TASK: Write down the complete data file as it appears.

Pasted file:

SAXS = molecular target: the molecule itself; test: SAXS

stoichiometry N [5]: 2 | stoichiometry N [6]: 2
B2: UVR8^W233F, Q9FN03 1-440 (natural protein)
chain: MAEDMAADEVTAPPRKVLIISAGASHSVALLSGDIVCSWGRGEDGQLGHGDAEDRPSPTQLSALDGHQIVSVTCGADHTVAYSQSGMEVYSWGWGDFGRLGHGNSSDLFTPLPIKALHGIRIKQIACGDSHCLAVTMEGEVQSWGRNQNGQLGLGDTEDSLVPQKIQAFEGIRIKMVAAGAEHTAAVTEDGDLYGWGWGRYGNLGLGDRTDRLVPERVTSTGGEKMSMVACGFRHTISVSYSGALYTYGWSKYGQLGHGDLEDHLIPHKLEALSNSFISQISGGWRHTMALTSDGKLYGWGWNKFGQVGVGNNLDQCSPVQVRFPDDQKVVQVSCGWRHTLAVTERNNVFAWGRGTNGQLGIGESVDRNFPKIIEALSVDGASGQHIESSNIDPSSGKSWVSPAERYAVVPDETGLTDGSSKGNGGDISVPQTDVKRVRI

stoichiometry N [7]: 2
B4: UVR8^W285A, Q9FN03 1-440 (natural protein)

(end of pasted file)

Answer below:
SAXS = molecular target: the molecule itself; test: SAXS

stoichiometry N [5]: 2 | stoichiometry N [6]: 2
B2: UVR8^W233F, Q9FN03 1-440 (natural protein)
chain: MAEDMAADEVTAPPRKVLIISAGASHSVALLSGDIVCSWGRGEDGQLGHGDAEDRPSPTQLSALDGHQIVSVTCGADHTVAYSQSGMEVYSWGWGDFGRLGHGNSSDLFTPLPIKALHGIRIKQIACGDSHCLAVTMEGEVQSWGRNQNGQLGLGDTEDSLVPQKIQAFEGIRIKMVAAGAEHTAAVTEDGDLYGWGWGRYGNLGLGDRTDRLVPERVTSTGGEKMSMVACGFRHTISVSYSGALYTYGWSKYGQLGHGDLEDHLIPHKLEALSNSFISQISGGWRHTMALTSDGKLYGWGWNKFGQVGVGNNLDQCSPVQVRFPDDQKVVQVSCGWRHTLAVTERNNVFAWGRGTNGQLGIGESVDRNFPKIIEALSVDGASGQHIESSNIDPSSGKSWVSPAERYAVVPDETGLTDGSSKGNGGDISVPQTDVKRVRI

stoichiometry N [7]: 2
B4: UVR8^W285A, Q9FN03 1-440 (natural protein)